Husgeråd/Household utensilsPosted by Gunvor 2013-04-22 18:06:43
Korg is ‘basket’, Old Swedish korgher. Probably via Danish (Modern Danish kurv) via Low German korf (Modern German Korb) from Latin corbis with the same meaning. Also, from the Late Latin diminutive corbicula comes French corbeille.
Didn't find any info about English basket.
The squirrel found it today… He is happily munching sunflower seeds. More about him here.
Husgeråd/Household utensilsPosted by Gunvor 2013-04-06 18:23:11
Gardin and English curtain come via German and French respectively from vernacular Italian and back to Late Latin cortina with the same meaing. But before that there is confusion: In classical Latin cortina means 'round vessel, cauldron', from Latin cohortem 'enclosure, courtyard'. Evidently, according to Online Etymology Dictionary , the sense ‘curtain’ came because of a loan translation from Greek aulaia ("curtain") because the Greek word was connected to aule ‘court’.
When I was a child we had the same arrangement at the kitchen windows: a lace gardinkappa on top and plain white curtains below. Nowadays it out of fashion.
(So now I had to look up gardinkappa in my English dictionary. It translates as 'pelmet' or '(curtain) valance'.
Husgeråd/Household utensilsPosted by Gunvor 2011-12-20 15:15:41
Lampa is ’lamp’. It comes from Low German lampe, back to Latin lampas, from Greek lampas ‘torch’. English lamp comes via Old French lampe. The Indoeuropean root is *lap- ‘-to shine’
We’re so happy to have a new lamp over the table. The ceiling is painted black (with soot, honey and grease I have heard) since a couple of hundred years back, and that blackness eats light. A second lamp makes a great difference. It is a so-called skomakarlampa – ‘shoemaker’s lamp’, popular for work at the beginning of the 20th century. This one is new, we bought it from Gysinge where they sell oldfashioned things. The shade of the other lamp, near the window is similar; it was in the house before we brought electricity here in 1979 - who knows how it was used before then. I aim to give that one a nice old brass holder too.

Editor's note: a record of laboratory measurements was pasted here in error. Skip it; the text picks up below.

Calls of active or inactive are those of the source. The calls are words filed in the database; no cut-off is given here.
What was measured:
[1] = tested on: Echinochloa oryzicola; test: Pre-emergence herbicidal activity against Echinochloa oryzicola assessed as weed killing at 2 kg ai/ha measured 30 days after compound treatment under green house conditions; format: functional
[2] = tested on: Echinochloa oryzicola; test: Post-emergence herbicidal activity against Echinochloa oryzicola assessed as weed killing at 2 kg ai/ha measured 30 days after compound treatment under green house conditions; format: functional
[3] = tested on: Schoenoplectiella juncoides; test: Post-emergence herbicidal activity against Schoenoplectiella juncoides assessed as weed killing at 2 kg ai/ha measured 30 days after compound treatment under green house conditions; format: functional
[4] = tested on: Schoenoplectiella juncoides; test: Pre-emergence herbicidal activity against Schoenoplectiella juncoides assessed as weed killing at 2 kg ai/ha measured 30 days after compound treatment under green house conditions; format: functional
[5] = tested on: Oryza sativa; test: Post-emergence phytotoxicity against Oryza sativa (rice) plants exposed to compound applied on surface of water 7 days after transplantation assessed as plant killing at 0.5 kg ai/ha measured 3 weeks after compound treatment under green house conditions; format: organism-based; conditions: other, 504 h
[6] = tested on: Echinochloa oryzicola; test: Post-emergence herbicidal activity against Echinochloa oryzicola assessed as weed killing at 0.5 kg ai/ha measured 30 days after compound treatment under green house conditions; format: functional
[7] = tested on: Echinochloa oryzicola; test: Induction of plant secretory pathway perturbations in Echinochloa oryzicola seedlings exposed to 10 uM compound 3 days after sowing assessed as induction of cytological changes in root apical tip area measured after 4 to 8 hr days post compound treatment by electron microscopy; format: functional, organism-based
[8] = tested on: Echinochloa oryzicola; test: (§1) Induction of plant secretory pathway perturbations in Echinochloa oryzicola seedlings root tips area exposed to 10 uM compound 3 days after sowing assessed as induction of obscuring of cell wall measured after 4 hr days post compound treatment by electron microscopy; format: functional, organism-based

Here the base under the ceiling is being mounted by skilled hands. It contains a 'sockerbit' that connects the wires.
Husgeråd/Household utensilsPosted by Gunvor 2011-11-18 11:46:45
Tratt is ‘funnel’. Tratt comes via Low German trachter from Medieval Latin trajectorium, created from the verb trajicere, ‘throw, move, carry from one place to another, over a river, a wall, a ford, a strait’, here ‘pour from one vessel to another’, from trans ‘over’ and iacere ‘throw’
Funnel comes also from Latin, fundibulum shortened from infundibulum from the verb infundere ‘pour in’. Fundere ‘pour, melt, cast’ comes from the Indoeuropean root *gheu- ‘tp pour’ from which also come German giessen and Swedish gjuta.
Festis has a problem; he licks too hard and loses his fur in some places, so he has to wear this and eat some special food for two weeks from now, poor cat!